The Artisan 837 also boasts having a touch screen, but I found it to be the slowest, most unresponsive touch screen ever. Yes, you can print straight from your camera this way, and that's great. But using it otherwise is tedious. 

This is a great machine for a combination of home office work as well as photo printing. It's even just great for photo printing. My only warning is that you shouldn't buy it if you only want it for photo scanning capabilities. Otherwise, enjoy all that it has to offer, wirelessly! 

Cool Yule rating: 4 stars
Price: $234.99 (Amazon)
Reviewed by Jennifer Finn

Internet phone, by Bedol

Oh, thank goodness, there's a phone for the Internet! I'm not sure what it's supposed to actually do or if anyone answers ("Hello, Internet? Stop being so slow!"), but there's now an Internet Phone, and it's from Bedol.

Bad name aside, the "Internet phone" is actually a USB-connected handset that works with VoIP programs like Skype or Google Talk. It's the same thing as a USB-connected handset - it gives you a microphone and a speaker, but instead of wearing it on your head, you get a sleek and slim handset that you'd put on the side of your head like you were talking on a normal phone.

When it's in the base station, the phone can act as a speaker for your computer, it works with music apps to play music (say, from iTunes or other streaming sites), or you can use it as a speakerphone as well.

The unit we tested is different from the ones that Bedol is currently selling on the site, which either means I'm trapped in an alternate dimension, or they've upgraded the unit since they sent us one to try out. The unit we had included buttons on the front that would adjust for volume, a play/pause button and a mute button. The one on the site has a digital display that offers time/temperature. I'm not sure which version is better.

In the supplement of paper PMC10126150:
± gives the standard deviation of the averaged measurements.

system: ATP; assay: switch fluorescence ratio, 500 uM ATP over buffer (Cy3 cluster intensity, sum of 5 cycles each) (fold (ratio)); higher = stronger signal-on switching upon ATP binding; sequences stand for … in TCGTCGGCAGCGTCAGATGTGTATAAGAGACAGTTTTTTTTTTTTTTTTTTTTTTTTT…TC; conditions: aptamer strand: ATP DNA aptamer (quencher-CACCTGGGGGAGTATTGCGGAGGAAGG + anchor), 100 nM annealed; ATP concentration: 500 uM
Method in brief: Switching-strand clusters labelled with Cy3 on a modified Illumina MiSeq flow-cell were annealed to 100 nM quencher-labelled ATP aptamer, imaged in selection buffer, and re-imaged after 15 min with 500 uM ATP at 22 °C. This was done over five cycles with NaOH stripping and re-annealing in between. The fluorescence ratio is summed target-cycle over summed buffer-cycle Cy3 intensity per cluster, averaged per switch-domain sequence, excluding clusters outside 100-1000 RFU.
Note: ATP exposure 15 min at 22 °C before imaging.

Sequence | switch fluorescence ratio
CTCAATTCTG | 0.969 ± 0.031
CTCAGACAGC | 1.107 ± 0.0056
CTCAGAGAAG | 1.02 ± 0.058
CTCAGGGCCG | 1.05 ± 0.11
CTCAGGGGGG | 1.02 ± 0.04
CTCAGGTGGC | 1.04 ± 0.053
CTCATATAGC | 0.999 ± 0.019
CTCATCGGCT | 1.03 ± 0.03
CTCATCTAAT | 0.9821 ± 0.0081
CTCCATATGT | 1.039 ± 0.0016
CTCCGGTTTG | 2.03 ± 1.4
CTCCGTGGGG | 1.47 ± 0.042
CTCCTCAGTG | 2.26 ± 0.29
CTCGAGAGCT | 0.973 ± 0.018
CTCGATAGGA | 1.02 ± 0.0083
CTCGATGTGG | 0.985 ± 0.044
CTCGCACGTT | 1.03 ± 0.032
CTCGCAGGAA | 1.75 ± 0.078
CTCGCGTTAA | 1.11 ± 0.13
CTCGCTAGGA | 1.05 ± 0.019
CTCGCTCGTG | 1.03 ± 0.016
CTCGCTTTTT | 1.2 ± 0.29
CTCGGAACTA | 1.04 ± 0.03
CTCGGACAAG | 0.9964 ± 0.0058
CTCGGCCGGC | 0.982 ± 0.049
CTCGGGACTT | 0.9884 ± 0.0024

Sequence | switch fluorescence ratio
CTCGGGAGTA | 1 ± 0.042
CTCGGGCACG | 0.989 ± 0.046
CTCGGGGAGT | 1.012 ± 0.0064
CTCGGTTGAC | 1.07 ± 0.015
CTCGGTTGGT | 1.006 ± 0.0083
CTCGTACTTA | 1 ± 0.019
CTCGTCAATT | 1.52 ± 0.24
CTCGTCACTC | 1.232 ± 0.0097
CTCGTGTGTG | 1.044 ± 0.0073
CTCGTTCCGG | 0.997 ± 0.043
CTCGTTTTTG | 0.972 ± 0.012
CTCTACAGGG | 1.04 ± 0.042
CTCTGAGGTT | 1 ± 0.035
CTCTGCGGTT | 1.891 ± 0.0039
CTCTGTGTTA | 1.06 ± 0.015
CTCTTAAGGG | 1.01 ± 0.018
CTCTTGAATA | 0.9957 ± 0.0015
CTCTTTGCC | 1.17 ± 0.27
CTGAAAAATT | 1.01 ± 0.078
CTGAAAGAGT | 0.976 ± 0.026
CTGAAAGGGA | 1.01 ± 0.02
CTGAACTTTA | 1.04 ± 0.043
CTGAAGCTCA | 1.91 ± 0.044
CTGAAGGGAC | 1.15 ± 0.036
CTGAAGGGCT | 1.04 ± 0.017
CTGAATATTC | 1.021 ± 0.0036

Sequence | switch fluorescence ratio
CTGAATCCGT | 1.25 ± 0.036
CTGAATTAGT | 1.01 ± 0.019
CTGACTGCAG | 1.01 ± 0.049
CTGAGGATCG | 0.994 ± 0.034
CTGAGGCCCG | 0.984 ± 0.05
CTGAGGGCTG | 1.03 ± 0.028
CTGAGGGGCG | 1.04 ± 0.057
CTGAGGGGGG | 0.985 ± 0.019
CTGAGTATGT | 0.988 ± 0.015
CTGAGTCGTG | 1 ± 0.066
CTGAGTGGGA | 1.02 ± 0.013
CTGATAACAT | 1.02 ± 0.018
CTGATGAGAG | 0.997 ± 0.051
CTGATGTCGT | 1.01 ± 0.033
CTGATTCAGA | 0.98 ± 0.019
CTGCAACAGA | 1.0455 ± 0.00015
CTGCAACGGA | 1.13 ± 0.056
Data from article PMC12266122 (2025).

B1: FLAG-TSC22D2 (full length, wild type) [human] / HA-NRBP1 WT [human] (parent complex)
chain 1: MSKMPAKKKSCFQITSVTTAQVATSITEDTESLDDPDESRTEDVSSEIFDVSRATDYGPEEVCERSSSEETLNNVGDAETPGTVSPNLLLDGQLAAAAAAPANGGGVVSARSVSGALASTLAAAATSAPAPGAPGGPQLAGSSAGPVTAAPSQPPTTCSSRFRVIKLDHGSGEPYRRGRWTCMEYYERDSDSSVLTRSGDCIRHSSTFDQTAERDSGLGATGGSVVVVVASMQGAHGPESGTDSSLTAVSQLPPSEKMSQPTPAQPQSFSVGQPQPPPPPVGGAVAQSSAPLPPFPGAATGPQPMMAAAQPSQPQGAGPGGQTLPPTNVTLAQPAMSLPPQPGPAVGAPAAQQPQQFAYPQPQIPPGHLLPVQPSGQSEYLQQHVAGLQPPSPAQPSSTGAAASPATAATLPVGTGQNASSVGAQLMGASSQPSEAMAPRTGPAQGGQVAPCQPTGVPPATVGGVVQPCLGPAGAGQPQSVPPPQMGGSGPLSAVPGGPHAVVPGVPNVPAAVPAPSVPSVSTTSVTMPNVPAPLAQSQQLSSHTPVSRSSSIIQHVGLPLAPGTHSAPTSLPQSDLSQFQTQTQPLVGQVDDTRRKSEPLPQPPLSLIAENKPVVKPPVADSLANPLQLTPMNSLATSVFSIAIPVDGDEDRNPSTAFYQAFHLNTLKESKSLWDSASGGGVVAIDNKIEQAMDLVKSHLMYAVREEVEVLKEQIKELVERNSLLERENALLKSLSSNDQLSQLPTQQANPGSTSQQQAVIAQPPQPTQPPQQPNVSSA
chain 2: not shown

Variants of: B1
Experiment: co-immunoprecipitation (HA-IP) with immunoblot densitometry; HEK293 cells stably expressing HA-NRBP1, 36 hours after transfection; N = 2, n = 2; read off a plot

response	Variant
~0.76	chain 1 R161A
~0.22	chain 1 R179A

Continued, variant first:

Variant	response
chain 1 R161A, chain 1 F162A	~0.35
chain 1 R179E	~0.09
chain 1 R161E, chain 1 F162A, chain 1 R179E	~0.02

Also, the instructions are pretty vague, but they win points for hilarity. Here's an example: "Install the Internet Phone program to your computer and create your username and Personal Profile. You can download the program from the Internet. To use the Internet telephone for calling, your computer should be on line. After dialing your phone call or receiving your phone call on your computer, you can use this Internet Phone Handset to speak and listen through the Internet."

For the price of the phone (listed at $50), there are much better options out there for voice headsets and microphone, but maybe that's only available in this dimension.

Cool Yule rating: 1 star
Price: $50 (Bedol site)
Reviewed by Keith Shaw

Return to the main Cool Yule Tools page

Read more about anti-malware in Network World's Anti-malware section.

| 1 2 3 4 5 6 7 8 9 10 11 12 13 14 Page 9
ITWorld DealPost: The best in tech deals and discounts.
Shop Tech Products at Amazon